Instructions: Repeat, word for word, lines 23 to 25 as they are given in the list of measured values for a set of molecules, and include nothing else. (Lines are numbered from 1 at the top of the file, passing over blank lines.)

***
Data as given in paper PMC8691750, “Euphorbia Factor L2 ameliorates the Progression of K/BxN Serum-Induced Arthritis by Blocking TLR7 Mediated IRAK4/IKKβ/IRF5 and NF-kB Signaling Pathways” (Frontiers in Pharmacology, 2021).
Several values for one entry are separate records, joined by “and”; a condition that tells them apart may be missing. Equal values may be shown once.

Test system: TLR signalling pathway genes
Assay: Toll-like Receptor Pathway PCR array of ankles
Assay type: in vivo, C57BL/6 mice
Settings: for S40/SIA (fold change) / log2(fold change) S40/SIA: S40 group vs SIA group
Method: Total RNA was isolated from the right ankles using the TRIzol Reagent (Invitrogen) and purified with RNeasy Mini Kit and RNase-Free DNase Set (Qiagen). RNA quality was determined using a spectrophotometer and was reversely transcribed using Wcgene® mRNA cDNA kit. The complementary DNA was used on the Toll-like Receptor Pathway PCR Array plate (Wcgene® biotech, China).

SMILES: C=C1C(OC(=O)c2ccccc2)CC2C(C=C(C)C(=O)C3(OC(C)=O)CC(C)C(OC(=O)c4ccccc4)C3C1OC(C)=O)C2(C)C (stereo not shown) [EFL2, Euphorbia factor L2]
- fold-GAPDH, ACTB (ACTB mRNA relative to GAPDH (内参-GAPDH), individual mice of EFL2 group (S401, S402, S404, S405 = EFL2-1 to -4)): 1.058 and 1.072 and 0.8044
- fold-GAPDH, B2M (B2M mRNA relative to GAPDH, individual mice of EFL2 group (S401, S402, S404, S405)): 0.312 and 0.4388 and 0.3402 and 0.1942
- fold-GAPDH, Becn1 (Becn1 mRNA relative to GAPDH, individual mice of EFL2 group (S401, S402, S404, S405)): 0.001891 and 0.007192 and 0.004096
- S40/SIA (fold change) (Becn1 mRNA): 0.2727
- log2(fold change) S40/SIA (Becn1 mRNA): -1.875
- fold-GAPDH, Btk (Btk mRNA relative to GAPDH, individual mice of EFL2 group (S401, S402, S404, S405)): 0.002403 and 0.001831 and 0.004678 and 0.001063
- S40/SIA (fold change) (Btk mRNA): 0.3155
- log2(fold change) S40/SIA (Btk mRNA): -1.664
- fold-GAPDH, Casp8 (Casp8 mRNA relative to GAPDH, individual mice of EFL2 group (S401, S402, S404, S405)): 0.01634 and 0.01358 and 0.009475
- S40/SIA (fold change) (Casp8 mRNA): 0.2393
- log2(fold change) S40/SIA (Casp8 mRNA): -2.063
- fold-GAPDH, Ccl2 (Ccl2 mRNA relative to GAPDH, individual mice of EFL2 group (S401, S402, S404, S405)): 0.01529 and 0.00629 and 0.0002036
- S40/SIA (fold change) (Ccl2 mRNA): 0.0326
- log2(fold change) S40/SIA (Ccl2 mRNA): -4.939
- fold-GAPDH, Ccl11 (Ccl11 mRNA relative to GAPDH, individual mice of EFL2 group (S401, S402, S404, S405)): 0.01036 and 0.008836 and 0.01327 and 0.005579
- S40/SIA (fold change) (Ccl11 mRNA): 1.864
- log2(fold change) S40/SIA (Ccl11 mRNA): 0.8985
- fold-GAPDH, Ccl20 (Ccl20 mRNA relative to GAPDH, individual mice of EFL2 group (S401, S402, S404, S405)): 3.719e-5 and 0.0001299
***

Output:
- fold-GAPDH, Ccl11 (Ccl11 mRNA relative to GAPDH, individual mice of EFL2 group (S401, S402, S404, S405)): 0.01036 and 0.008836 and 0.01327 and 0.005579
- S40/SIA (fold change) (Ccl11 mRNA): 1.864
- log2(fold change) S40/SIA (Ccl11 mRNA): 0.8985